For example, referring to FIG. 3, an axial scan 54 is represented. In this example, in which a fan-para (parallel) sampling geometry is utilized, an axial half scan angle of 240°, i.e., 180° plus a fan angle of 60°, is represented as angle θ. Half scan angle θ is divided into N=4 main view angle sectors S1, S2, S3, and S4. Also shown in FIG. 3 are respective “opposing” view angle sectors S5, S6, S7, and S8. Insofar as data collection is concerned, it makes little difference whether data representing a main view angle sector or its respective opposing view angle sector is acquired. Therefore, in one embodiment, the acquired sectors include at least one main view angle sector and at least one opposing sector, but only one of a main view angle sector and its corresponding opposing sector is acquired. For example, image data for opposing sector S5 is acquired and used in place of image data for main view angle sector S2.
In the embodiment illustrated in FIG. 3, because the axial half scan angle is greater than 180°, some of the opposing view angle sectors overlap some of the main view angle sectors. View angle sectors S7 and S8 exactly coincide with the main view angle sectors S1 and S2, respectively, because 240°/N happens to precisely divide 360°. Opposing view angle sectors do not coincide with main view angle sectors in every embodiment.
FIG. 3 shows a starting angle of 0° for the first sector. However, in any particular case, it will be recognized that the first sector can start at any angle based, for example, on scanning speed and cardiac rate. Any resulting offset would be added to each of the angles illustrated in FIG. 3.
For fan-beam geometry (as opposed to fan-para geometry), half scan angle θ divided is also divided by N, where N is a number of main view angle sectors. N is selected in advance according to spatial resolution criteria. Referring to FIG. 4, each full-size opposing sector S5 has a size equal to the size of its corresponding main view angle sector S1 plus a fan angle when fan-beam geometry is utilized. Therefore, acquisition times for any opposing sector is longer than that of a corresponding main view angle sector. However, because cardiac imaging requires only smaller imaging regions (e.g., 25 cm field of view out of a 50 cm full field of view), smaller opposing sector sizes can be used. In one embodiment, for example, reduced opposing sectors S9 as small as the corresponding main view angle sector S1 size plus one-half of the fan angle suffice.
In one embodiment, cardiac imaging employs imaging system 10 in axial scanning mode, in which table 46 does not move while patient 22 is exposed to x-ray beam 16 for imaging. Because table 46 does not move in axial scanning, acquisition of image data can wait, if necessary, until gantry 12 is in position to obtain a needed sector of image data at a time when the heart of patient 22 is in a selected part of its cardiac cycle. For example, referring to FIG. 5, a selected portion 56 of a cardiac cycle, as indicated by EKG signal 58, occurs before an R-peak of the cardiac cycle. Image data for sector S1 is obtained at 60, for sector S2 at 62, and for sector S3 at 64. However, gantry 12 is not in a proper position to obtain the view angles required for sector S4 during the next portion 56 of the cardiac cycle. Thus, for example, computer 36 is configured to determine whether to collect each sector depending upon a range of view angles during which radiation source 14 is gated on and a cyclical motion of a body of patient 22 represented in this embodiment by EKG 58. One or more cardiac cycles are skipped until gantry 12 is in a proper position. Image data for sector S4 is obtained at when gantry 12 is next in a proper position, as at 66.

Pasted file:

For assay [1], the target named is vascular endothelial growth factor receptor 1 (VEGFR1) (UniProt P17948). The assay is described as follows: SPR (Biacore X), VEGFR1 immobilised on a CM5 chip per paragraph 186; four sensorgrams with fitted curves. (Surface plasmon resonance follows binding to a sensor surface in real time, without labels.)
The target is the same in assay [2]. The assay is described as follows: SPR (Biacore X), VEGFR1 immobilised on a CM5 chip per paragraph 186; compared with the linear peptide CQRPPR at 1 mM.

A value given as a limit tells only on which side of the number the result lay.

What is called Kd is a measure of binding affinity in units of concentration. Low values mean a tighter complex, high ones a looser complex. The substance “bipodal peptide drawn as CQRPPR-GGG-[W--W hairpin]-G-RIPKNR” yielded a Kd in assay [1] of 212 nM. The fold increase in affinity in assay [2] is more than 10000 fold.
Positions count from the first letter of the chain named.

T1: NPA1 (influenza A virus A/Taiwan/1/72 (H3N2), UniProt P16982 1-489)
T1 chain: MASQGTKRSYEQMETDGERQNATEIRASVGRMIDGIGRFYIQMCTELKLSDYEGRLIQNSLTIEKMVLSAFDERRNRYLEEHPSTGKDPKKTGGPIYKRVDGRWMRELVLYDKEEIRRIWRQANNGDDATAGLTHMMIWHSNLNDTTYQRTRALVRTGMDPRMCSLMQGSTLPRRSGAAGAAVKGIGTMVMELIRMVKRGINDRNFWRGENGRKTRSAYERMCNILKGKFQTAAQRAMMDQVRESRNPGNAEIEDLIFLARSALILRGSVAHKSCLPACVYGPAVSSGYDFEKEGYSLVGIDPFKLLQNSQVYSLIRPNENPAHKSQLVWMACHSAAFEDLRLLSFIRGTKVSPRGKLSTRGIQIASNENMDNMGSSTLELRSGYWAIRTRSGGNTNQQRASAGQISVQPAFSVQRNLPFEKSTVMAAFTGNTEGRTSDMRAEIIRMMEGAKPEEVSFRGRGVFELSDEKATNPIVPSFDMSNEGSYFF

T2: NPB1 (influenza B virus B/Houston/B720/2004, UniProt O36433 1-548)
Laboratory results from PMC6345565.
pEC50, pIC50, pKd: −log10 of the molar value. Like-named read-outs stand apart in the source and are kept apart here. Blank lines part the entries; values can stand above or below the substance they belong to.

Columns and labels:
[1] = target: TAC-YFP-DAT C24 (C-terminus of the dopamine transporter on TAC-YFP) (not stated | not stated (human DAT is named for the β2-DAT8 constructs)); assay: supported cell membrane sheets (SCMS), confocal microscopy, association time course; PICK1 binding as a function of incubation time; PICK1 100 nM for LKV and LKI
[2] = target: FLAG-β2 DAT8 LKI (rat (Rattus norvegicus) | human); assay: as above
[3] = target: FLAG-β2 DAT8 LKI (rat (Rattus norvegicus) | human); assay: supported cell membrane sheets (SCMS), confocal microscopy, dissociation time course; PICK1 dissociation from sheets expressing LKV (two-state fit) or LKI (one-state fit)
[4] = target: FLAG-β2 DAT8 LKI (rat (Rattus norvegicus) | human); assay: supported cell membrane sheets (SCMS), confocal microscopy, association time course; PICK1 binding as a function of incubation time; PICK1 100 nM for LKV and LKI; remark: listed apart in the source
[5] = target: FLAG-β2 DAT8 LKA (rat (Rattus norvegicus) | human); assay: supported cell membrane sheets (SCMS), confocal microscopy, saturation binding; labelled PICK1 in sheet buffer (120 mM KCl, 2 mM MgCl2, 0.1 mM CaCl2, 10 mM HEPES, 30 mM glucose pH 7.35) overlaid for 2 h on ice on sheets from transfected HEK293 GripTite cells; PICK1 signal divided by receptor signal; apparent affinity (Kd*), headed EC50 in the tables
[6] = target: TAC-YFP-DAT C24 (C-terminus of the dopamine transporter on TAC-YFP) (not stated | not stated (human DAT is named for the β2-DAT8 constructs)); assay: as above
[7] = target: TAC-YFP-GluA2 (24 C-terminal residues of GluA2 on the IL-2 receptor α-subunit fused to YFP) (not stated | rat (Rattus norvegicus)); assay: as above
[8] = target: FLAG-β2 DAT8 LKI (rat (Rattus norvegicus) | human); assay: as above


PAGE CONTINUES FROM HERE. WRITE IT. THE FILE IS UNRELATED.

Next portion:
Scan protocols for acquiring data sectors are defined by three parameters: S, a number of slices acquired by data acquisition system 10; I, a stepping or indexing distance that table 46 is advanced between sector acquisitions, expressed as a multiple of a slice thickness; and N, a number of sectors selected for dividing a half-angle scan. All three parameters are integers that satisfy the following inequalities: S≧1; S≧I≧0; and N≧1. For an embodiment in which I=0, a table 46 position is held constant until all N sectors have been acquired. If additional slices of image data are to be acquired, table 46 position is incremented (i.e., stepped or indexed) by S slices in a prescribed direction. Effectively, the body of patient 22 is stepped or indexed by incrementing table 46, so that another slice of image data is obtained. In this embodiment, there is no restriction on an order in which the N sectors of a slice are collected. For example, slices can be collected in an order S1, S3, S2, S4.
In another embodiment, I is equal to or greater than 1, and less than or equal to S. In this embodiment, N and I must be selected so that S=N×I. In the example illustrated in FIG. 6, S=3,I=1, and N=3. Data for three contiguous slices are obtained each time radiation source 16 is gated on. Thus, the first sectors acquired 68 correspond to view angle sector S1 for slices 1, 2, and 3. Next, additional sectors 70 are acquired after table 46 is stepped I=1 slice, i.e., one slice to the right in FIG. 6. Thus, view angle sector S2 is the next sector of image data to be acquired for slices 2, 3, and 4. For slices 2 and 3, view angle sector S2 is the second sector of image data acquired, as indicated by the notation T2 in FIG. 6. However, sector S2 is the first sector acquired for slice 4, as indicated by the notation T1. During a third sector acquisition 72, table 46 is stepped again and sectors S3 of slices 3, 4, and 5 are acquired. Sector S3 is the third slice acquired for sector 3, as indicated by T3. At this point, slice 3 has a complete set of image data. Sector S3 is the second slice acquired for slice 4, and the first slice acquired for slice 5. In the example of FIG. 6, slices are acquired until acquisition 74, which completes data acquisition for slice 6. As a result of the stepping or indexing of patient's body 22 by motion of table 46 between axial scans, multiple slices of image data are obtained. In the example of FIG. 6, two slices at each end (i.e., slices 1, 2, 7, and 8) are not completed because I≠S. Another example is shown in FIG. 7, where S=4, I=2, and N=2 . Image data corresponding to sector S1 are acquired during the first acquisition 76. Subsequent acquisitions 78, 80, and 82 acquire sectors S2, S1, and S2, respectively, with table 46 incremented I=2 slices between acquisitions.